Geneva, 19.2.2003. One of the thematic fields which are still completely open for debate is the regulatory framework for the information society. All actors involved agree that the issue needs to be discussed and that crucial areas in the information society need regulation, but there is hardly any consensus on what exactly these areas are. While civil society wants to see rules on data protection, freedom of expression and media ownership included in the WSIS declaration, the private sector seeks a liberalised and stable business environment, and governments are unwilling to keep their hands off information and communication channels such as the internet. The Multi-Stakeholder Roundtable focusing on "Enabling Environment: Legal and Regulatory Framework" at the Geneva Prepcom was composed entirely of the latter two approaches.

French Ambassador Jean-Francois Soupizet started the round by outlining the EU model of regulation which is based on the pillars of liberalisation and harmonisation of rules between members states. Emphasis was put on creating and preserving competition and reconciling this objective with the interests of economic actors, while public interest would also have to be considered - thereby creating a hierarchy of priorities which would certainly be questioned by civil society.

Adding to the EU presentation, the Egypt approach to regulation offered a detailed example of a government-led liberalisation model. It is based on a complete liberalisation of all telecommunication services, a separation between regulatory functions and service provisioning, and a total lack of restrictions on private ownership of services. Government activity in the sector continues but is reduced to a supporting role in individual fields where active development of communication services is regarded as essential. Egyptian delegate Nadia Hegazi named government support for so-called IT Clubs in remote villages and schools, a programme for affordable PCs to be paid through the phone bill, and "Public-Private-Partnerships" (PPP) offering free internet access.

That kind of partnership, which involves governments creating a favourable business framework and the private sector providing the services, is certainly high on the agenda of business actors present at Prepcom 2. Riad Bahsoun from TIT called PPPs the "key to development". He made a strong statement on the need for stable legal and regulatory frameworks for business, but he also added the ideological environment, noting that mindsets would have to be changed in order to create an efficient and essentially business-friendly culture.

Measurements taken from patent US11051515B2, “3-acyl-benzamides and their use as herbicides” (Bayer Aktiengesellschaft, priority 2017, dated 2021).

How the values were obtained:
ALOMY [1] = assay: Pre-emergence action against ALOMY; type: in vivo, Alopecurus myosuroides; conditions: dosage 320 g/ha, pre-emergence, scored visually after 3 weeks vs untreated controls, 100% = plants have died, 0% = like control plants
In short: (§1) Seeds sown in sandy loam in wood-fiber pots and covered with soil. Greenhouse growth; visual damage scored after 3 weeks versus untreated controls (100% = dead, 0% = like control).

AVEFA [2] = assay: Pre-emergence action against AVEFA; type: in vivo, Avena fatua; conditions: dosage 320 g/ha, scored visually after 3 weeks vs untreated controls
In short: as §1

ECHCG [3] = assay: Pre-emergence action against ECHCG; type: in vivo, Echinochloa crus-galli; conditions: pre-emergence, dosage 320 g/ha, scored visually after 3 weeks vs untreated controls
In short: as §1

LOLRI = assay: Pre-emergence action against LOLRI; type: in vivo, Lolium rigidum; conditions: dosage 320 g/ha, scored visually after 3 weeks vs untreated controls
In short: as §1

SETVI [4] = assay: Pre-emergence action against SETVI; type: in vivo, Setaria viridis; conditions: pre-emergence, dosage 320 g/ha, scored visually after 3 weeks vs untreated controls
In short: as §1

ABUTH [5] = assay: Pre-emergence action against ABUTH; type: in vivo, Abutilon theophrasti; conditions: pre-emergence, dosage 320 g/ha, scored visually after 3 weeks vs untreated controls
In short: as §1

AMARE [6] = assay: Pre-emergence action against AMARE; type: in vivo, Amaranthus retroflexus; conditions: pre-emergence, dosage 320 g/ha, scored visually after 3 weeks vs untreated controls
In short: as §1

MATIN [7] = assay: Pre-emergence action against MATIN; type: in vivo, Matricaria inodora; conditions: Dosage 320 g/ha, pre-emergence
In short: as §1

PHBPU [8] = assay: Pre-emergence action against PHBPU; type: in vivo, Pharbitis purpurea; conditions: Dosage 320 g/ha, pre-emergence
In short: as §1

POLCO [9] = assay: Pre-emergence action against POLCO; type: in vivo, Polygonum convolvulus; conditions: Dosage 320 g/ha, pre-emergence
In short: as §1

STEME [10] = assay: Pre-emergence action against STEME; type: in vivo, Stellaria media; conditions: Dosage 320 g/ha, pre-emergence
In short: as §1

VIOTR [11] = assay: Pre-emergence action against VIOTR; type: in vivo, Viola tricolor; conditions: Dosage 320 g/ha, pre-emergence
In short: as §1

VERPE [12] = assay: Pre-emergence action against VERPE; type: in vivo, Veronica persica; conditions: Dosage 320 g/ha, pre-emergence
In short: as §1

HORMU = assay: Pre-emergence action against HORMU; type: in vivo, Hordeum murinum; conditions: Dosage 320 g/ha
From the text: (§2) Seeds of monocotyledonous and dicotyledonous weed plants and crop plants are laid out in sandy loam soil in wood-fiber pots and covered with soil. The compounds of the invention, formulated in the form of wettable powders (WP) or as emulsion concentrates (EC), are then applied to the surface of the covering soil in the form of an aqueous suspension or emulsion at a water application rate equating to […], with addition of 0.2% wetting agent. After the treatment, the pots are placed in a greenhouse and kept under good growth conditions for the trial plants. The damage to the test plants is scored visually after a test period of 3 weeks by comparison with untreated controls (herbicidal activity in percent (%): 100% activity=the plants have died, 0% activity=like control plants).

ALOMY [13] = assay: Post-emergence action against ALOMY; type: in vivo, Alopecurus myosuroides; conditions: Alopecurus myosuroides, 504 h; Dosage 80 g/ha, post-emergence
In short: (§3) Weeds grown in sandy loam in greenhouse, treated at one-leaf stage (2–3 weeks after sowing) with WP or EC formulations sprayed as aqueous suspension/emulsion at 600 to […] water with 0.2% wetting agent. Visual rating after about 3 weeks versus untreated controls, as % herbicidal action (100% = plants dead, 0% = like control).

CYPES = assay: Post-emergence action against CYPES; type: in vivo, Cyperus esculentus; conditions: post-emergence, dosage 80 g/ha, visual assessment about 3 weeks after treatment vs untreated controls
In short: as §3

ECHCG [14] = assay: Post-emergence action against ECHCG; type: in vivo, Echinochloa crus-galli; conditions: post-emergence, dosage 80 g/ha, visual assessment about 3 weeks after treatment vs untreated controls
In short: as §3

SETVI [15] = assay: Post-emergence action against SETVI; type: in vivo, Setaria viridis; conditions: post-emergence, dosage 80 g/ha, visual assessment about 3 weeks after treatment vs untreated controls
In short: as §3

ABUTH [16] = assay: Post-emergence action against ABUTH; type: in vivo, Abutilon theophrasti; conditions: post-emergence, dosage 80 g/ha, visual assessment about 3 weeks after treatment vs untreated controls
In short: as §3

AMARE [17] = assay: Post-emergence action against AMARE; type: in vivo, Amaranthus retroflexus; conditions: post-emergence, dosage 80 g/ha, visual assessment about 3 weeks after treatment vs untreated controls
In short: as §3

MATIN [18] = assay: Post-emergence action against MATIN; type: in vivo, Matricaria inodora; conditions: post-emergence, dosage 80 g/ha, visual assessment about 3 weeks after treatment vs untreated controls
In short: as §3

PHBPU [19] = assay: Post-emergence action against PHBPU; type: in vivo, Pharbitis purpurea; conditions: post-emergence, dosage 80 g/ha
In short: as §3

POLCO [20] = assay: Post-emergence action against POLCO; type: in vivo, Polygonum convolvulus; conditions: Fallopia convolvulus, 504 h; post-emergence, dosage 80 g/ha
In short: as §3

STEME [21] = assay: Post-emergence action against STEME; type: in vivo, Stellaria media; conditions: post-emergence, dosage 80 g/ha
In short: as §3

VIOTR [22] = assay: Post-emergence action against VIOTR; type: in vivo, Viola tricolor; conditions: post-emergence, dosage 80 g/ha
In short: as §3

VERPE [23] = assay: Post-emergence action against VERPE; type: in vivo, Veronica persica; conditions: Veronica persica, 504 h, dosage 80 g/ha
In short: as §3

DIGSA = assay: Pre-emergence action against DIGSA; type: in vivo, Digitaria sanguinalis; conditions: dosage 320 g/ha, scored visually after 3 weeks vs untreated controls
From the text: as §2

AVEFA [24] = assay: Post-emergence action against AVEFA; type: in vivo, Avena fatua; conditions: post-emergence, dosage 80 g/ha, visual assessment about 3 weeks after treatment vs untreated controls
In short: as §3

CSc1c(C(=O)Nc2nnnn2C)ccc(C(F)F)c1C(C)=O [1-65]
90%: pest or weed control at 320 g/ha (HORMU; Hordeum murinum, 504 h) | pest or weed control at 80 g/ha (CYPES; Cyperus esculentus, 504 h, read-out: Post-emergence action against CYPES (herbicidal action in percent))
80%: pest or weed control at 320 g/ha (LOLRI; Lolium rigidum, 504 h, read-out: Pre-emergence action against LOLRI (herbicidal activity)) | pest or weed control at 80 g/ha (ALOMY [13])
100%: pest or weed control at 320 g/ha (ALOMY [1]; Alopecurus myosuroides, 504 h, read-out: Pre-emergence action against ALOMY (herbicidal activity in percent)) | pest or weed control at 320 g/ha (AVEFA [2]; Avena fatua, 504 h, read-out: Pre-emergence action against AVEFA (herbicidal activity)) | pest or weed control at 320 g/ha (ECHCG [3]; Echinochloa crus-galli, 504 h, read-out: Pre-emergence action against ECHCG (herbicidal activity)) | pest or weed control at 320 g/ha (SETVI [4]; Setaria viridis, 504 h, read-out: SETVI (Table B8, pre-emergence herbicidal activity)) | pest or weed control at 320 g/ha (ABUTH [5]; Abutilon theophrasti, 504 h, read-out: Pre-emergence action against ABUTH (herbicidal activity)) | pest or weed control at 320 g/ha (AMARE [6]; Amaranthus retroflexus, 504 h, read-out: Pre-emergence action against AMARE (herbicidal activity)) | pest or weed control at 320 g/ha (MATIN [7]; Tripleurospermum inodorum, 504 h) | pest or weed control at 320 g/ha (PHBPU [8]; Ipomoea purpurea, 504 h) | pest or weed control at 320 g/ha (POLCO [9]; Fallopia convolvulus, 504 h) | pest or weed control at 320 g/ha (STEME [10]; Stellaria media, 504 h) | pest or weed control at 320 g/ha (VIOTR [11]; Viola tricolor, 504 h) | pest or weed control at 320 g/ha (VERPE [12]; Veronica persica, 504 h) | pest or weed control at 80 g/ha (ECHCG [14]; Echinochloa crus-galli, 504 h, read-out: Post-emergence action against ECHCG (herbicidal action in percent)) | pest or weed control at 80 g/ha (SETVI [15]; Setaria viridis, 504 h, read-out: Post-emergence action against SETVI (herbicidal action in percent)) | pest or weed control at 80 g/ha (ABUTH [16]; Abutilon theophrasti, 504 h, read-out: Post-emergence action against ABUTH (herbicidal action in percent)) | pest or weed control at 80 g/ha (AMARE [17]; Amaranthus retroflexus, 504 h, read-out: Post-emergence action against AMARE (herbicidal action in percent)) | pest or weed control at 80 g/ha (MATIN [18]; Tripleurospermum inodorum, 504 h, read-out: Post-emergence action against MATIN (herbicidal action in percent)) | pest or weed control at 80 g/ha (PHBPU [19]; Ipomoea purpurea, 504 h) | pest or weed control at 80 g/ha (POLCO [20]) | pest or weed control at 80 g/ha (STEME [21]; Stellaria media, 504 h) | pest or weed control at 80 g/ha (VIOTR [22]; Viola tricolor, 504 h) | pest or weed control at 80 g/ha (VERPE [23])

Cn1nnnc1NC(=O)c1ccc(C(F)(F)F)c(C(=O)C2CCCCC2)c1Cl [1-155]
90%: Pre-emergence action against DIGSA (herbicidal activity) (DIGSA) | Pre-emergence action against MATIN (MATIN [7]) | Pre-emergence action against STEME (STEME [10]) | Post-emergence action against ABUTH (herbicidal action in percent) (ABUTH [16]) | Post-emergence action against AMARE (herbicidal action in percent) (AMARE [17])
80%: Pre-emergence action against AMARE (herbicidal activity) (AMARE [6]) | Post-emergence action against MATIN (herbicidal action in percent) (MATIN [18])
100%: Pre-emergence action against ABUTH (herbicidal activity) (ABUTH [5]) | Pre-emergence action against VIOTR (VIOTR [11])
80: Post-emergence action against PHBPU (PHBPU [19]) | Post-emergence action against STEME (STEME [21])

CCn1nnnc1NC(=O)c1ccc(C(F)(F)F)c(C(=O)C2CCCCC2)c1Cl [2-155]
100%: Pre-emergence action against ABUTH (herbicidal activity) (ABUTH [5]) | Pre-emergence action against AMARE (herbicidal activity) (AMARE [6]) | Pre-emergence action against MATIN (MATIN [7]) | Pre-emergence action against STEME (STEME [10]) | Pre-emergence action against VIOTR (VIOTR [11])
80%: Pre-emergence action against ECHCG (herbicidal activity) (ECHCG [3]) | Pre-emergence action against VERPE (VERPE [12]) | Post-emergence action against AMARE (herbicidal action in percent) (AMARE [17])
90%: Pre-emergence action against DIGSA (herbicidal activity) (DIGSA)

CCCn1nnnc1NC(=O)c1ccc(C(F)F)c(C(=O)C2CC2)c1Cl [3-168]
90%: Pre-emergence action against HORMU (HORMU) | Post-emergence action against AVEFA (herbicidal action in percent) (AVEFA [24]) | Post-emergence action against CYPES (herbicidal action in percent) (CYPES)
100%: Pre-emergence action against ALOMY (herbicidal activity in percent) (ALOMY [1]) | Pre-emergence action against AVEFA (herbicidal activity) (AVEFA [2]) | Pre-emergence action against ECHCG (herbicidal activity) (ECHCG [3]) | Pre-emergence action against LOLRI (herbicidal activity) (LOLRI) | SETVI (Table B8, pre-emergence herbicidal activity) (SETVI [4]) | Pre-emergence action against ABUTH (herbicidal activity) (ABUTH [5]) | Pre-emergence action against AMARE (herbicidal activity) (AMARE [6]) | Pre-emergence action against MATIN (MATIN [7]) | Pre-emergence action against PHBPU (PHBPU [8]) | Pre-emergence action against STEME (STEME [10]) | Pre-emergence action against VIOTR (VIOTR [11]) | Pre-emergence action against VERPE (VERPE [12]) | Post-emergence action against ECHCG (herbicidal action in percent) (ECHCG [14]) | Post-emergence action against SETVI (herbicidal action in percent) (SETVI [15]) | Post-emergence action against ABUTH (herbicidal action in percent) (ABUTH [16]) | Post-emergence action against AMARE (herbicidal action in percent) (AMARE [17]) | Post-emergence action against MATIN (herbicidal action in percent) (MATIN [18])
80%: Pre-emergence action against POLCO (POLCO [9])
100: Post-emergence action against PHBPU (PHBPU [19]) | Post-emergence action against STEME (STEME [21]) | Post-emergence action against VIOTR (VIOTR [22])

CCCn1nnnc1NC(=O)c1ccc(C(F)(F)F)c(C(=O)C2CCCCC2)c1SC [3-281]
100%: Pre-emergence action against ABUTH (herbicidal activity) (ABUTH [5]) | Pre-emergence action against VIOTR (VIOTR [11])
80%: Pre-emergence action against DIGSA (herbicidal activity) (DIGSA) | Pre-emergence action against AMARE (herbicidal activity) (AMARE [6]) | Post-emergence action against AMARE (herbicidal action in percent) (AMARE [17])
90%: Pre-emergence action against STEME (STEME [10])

The second major area of regulation was introduced by Manuel Lezertua from the Council of Europe as "Taming the World Wide Web". Alarm bells ringing at such an expression were fully confirmed as Lezertua outlined the alleged threats and risks posed by computer and cyber-crime. He presented the Convention on Cybercrime by the Council, which entails the criminalisation and banning of certain internet content. Such content currently includes porn and racist material, but Mr. Lezertua forgot to mention that additional types of content deemed illegal, illegitimate or otherwise "against public interest" could easily be added to the list. With much irony, ICANN member and moderator of the Roundtable Amadeu Abril expressed his happiness about the fact that "we are fully protected by our beloved and trusted authorities".

Despite Abril's interventions, statements on a regulation of privacy, media owenership, or related issues were virtually absent from the panel. So there is a good chance that liberalisation and criminalisation will be the lines, along which delegates will be discussing regulation issues at the WSIS.


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WSIS I, Geneva 12/2003
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Visions in Process I (pdf)
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PrepCom1, June 2004
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Charter of Civil Rights for a Sustainable  Knowledge Society

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On the Way Towards the Charter